In the exemplary embodiment, the present invention is a refrigerant compressor having a compressor mechanism and a motor wherein the crankshaft drives the compressor mechanism. The end of the crankshaft includes an oil pick-up tube which is disposed in an oil sump and which draws oil from the sump, through the motor shaft, and into the compressor mechanism for lubrication purposes.
The oil pick-up tube of the present invention includes a cylindrical screen disposed about the inner circumference of the oil pick-up tube which both filters the pumped oil, and increases the pumping capacity of the compressor. As the oil enters the inlet of the oil pick-up tube, and the oil pick-up tube is rotating at the speed of the motor shaft, centrifugal force tends to force the oil towards the inner circumference of the oil pick-up tube where it is engaged by the cylindrical screen.
Given the shape and surface area of the cylindrical screen, the oil adheres to the screen and migrates upward to an enlarged diameter section of the oil pick-up tube. The oil is then expelled radially outward from the screen to the inner circumference of the enlarged diameter section of the oil pick-up tube. Because the screen is rotating at shaft velocity, the oil gains velocity as it goes through the screen and is pumped through the oil pick-up tube toward the compressor mechanism with increased velocity. The refrigerant compressor therefore can pump a larger volume of oil than oil pick-up tubes without such screens, and the refrigerant compressor also is provided with filtered oil substantially free of particulates and foreign matter contained within the oil sump.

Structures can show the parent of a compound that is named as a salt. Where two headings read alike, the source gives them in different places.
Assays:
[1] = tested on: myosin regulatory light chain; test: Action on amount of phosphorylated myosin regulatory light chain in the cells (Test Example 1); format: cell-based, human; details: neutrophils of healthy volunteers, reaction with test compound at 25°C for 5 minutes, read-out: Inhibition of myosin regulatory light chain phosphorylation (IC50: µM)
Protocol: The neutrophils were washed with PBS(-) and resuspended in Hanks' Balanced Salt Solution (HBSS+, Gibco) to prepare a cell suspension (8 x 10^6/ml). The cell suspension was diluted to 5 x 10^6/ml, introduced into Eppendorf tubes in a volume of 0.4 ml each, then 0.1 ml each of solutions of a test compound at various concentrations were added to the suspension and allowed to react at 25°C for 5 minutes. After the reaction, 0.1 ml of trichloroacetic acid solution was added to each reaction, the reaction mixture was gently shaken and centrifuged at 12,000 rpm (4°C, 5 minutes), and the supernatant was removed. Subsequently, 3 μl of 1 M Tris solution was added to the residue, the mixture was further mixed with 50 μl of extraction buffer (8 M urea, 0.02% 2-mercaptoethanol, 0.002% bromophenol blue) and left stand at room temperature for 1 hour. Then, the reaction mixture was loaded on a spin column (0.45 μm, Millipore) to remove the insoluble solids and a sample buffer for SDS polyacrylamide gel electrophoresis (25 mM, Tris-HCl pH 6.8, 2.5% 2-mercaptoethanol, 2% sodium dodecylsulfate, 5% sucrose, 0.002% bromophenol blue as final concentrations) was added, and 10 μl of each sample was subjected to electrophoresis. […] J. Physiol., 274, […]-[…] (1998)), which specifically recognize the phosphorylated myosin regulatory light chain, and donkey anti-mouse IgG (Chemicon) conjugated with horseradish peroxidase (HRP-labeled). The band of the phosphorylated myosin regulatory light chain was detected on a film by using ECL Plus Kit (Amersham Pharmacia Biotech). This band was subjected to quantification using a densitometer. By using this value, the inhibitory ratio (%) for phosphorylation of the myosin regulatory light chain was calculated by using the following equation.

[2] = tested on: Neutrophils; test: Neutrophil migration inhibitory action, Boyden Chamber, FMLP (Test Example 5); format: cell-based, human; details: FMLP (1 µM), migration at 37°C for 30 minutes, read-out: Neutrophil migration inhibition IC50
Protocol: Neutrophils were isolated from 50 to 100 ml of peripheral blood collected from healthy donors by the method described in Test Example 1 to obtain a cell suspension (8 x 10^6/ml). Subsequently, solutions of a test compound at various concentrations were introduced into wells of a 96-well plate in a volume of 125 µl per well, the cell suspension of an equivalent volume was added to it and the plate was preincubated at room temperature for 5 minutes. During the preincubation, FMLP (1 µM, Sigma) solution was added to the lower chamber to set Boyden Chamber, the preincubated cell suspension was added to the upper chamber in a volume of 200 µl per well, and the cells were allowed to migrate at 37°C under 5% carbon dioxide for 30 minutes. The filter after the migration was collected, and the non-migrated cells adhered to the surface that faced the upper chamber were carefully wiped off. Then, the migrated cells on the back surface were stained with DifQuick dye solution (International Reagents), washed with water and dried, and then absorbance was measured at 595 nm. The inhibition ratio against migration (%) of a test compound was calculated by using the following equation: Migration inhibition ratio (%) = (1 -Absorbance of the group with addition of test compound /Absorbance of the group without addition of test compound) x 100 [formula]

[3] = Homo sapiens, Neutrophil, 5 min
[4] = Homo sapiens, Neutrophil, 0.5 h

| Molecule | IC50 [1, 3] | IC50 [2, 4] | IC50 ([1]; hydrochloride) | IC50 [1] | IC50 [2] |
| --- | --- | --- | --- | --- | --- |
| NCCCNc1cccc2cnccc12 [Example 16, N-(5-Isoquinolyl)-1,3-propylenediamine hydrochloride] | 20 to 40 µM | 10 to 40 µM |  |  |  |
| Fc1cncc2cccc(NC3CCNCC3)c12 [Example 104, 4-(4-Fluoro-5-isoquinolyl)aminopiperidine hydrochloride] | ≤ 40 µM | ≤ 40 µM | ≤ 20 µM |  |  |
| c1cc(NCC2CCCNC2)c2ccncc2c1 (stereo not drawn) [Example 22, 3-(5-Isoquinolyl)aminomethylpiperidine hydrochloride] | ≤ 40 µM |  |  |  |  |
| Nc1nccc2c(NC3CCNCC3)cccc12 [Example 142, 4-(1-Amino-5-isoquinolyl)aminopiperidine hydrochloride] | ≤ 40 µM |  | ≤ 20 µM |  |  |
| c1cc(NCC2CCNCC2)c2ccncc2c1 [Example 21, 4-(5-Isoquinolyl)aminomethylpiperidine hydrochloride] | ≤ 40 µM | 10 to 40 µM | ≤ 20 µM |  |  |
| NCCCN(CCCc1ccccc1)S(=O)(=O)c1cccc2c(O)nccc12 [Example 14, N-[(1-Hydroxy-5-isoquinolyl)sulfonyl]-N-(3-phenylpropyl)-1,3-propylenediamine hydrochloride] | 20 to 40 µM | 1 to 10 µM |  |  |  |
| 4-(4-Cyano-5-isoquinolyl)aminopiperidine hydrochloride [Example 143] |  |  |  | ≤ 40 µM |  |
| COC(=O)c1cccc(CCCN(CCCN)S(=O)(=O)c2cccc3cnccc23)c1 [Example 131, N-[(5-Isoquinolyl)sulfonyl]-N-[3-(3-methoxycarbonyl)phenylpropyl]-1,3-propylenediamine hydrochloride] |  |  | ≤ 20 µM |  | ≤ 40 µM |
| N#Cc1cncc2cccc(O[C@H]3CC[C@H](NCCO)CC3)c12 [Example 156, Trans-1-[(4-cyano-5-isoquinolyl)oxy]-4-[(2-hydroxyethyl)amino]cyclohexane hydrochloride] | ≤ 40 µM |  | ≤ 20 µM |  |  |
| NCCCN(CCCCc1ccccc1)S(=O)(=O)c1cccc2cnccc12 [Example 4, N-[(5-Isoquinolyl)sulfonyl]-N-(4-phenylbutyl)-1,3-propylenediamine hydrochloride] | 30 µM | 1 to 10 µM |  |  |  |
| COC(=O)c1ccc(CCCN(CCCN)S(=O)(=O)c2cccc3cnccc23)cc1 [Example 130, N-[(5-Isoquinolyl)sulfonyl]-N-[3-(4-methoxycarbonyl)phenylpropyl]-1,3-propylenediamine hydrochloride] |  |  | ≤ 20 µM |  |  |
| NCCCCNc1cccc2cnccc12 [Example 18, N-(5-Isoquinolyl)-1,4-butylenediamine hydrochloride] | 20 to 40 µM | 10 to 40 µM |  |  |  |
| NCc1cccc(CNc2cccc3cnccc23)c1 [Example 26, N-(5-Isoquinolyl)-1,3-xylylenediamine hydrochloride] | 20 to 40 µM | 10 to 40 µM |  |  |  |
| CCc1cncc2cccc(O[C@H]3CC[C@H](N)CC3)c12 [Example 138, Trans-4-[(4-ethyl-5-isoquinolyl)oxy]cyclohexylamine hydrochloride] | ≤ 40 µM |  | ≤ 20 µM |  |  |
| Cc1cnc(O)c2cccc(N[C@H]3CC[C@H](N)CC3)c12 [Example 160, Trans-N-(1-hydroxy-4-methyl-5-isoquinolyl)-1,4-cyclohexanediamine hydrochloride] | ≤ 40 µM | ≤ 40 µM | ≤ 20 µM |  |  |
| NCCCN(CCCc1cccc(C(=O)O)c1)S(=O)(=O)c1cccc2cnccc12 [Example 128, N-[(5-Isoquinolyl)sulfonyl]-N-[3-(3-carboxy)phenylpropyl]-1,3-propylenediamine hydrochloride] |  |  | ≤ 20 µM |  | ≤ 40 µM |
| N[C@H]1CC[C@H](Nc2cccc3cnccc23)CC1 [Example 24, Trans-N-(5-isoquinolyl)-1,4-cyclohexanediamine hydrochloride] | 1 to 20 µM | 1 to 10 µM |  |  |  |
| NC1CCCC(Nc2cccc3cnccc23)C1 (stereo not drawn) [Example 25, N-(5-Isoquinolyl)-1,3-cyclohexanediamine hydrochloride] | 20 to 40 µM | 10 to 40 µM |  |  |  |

One advantage of the present invention is that the oil pumped through the refrigerant compressor is filtered and is therefore substantially free of particulates and foreign matter.
Another advantage of the present invention is that it increases the volumetric pumping capacity of the oil pick-up tube and the compressor.
The present invention provides, in one form thereof, a compressor comprising a housing, a compressor mechanism, a motor, an oil pick-up tube, and a screen. The compressor mechanism and the motor are disposed within the housing. The motor drives the crankshaft of the compressor mechanism, with the crankshaft including an axial passageway. The axial passageway has an upper end and a lower end and is in fluid communication with the compressor mechanism. The oil pick-up tube is connected to the crankshaft for rotation therewith and extends into an oil sump provided within the housing. The oil pick-up tube includes a lower reduced diameter section, and an upper enlarged diameter section, with oil from the sump being drawn into an inlet provided in the reduced diameter section when the crankshaft rotates. The screen is cylindrical and is disposed within the oil pick-up tube. An annular space is formed between the cylindrical screen and the enlarged diameter section. Rotation of the crankshaft and screen causes oil from the sump to migrate up the screen through the reduced diameter section. The oil is then expelled from the screen radially outward to the enlarged diameter section and upward to the axial passageway and compressor mechanism. Since the inlet to the oil pick-up tube is submerged in the oil sump, the expelled oil is forced to flow upward toward the compressor section.